Narrow belts of strong winds, called Jet Streams, blow near the top of the troposphere. Polar jet streams form at the boundary of cold, dry polar air to the north and warmer, more moist tropical air to the south. The Jet Stream… Moves faster in the winter because the difference between the cold air and warm air is greater! Helps move storms across the country. Pilots when flying eastward take advantage and save time and fuel. Ask: What is the troposphere?

Local Wind Systems

Global wind systems determine the major weather patterns for the entire planet. Smaller wind systems affect local weather. If you live near a large body of water… like an ocean… you are familiar with two such wind systems – sea breezes and land breezes!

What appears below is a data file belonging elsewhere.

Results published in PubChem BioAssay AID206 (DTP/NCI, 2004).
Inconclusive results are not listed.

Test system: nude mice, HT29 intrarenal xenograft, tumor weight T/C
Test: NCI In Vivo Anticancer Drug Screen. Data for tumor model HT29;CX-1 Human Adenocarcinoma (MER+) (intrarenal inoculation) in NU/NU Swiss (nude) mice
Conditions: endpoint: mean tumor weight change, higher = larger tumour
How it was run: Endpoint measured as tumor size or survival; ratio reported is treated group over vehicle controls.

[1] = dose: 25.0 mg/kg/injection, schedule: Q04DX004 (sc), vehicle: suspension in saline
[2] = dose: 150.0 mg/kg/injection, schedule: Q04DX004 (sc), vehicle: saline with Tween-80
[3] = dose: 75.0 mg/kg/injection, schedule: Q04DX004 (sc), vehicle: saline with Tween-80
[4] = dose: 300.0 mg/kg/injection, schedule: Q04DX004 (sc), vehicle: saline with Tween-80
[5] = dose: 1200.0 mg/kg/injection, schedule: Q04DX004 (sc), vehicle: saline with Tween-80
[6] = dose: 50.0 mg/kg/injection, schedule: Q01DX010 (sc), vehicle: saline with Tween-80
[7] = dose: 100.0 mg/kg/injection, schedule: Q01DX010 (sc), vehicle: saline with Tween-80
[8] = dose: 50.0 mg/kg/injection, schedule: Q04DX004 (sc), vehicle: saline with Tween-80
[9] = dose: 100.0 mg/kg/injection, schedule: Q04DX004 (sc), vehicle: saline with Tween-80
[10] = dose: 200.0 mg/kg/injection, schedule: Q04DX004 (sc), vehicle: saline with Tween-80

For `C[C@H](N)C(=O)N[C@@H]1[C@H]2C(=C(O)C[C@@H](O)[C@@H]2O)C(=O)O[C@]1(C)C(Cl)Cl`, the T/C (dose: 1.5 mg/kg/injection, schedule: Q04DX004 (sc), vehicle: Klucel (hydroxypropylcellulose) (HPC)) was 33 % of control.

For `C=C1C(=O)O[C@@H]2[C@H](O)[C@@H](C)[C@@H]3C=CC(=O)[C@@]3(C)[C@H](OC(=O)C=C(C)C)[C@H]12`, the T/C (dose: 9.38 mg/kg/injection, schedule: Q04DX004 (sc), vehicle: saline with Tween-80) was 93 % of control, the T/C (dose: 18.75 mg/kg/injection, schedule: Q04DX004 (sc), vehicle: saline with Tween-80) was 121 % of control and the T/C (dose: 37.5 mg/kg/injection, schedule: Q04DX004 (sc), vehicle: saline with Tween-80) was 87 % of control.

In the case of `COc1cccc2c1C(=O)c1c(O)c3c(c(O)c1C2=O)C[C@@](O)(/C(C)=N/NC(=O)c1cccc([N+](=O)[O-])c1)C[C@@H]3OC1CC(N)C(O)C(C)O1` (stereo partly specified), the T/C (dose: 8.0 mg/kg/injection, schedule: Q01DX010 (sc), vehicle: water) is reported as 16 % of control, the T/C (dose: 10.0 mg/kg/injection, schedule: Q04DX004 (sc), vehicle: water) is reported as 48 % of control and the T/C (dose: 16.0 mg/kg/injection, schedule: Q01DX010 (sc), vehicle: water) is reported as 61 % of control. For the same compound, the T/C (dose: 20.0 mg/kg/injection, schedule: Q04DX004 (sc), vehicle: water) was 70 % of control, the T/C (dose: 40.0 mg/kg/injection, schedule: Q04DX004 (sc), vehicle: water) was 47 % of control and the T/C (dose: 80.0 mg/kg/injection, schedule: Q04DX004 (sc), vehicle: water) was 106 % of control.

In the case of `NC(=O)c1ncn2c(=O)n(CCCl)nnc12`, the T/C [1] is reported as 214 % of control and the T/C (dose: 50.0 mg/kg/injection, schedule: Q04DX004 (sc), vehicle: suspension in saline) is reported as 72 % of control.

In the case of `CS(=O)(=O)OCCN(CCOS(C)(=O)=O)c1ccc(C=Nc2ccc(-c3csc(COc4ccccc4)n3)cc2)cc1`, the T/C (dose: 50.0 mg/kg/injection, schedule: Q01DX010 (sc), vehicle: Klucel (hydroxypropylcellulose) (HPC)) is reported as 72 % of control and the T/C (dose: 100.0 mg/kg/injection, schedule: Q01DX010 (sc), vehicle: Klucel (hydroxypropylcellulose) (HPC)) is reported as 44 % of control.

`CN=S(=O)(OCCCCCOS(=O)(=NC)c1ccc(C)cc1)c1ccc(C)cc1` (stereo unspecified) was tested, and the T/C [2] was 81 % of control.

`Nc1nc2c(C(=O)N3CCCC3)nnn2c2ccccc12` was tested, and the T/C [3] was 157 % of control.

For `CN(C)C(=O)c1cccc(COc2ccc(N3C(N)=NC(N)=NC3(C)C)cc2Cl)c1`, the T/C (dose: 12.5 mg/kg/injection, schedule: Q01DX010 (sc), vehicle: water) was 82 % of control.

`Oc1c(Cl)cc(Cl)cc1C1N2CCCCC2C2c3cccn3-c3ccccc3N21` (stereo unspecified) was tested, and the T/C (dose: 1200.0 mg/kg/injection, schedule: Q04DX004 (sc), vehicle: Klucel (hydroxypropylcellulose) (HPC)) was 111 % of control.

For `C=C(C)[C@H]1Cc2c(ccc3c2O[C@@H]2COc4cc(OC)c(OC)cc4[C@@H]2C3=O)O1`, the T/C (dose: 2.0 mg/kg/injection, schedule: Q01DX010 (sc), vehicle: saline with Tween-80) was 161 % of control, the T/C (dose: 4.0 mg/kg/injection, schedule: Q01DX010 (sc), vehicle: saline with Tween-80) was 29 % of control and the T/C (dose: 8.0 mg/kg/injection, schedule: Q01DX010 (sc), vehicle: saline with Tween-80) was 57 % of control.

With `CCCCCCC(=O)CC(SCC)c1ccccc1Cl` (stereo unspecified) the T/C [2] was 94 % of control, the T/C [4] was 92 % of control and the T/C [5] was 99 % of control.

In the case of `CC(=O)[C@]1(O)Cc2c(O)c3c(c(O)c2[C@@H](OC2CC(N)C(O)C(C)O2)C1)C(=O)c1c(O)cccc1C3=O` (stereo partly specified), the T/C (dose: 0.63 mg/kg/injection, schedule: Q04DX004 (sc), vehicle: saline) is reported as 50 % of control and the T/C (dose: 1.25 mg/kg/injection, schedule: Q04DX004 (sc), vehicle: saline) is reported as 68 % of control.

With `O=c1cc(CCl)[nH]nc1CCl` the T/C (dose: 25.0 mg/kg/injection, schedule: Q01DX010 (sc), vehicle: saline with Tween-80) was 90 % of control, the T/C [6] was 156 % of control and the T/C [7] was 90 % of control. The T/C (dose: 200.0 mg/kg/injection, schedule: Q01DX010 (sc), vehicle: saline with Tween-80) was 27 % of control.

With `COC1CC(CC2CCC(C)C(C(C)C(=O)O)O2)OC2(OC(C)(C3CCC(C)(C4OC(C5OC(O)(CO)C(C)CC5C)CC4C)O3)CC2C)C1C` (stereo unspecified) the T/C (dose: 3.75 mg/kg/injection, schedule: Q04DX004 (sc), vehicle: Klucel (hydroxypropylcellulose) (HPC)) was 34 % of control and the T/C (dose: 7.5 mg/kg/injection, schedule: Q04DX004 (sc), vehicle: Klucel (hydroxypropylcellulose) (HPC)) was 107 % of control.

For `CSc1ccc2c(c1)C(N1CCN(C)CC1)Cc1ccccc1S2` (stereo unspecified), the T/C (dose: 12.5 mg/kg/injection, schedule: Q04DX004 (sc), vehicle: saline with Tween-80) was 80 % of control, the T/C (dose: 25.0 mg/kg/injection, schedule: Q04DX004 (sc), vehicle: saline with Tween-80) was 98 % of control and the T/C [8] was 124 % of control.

Local Wind: Sea Breeze The movement of air toward the land from the water (sea). Created during the day because solar radiation warms the land more than the water. Air over the land is heated by conduction. This heated air is less dense and has lower pressure. Cooler, denser air over the water has higher pressure and flows toward the warmer, less dense air. Resulting in a convection current that blows wind from the sea toward land.

Local Wind: Land Breeze
The movement of air toward the water from the land. Created at night because the land cools much more rapidly than the ocean water. Cooler, denser air above the land moves over the water, as the warm air over the water rises. Resulting in a convection current that blows wind from the sea toward land.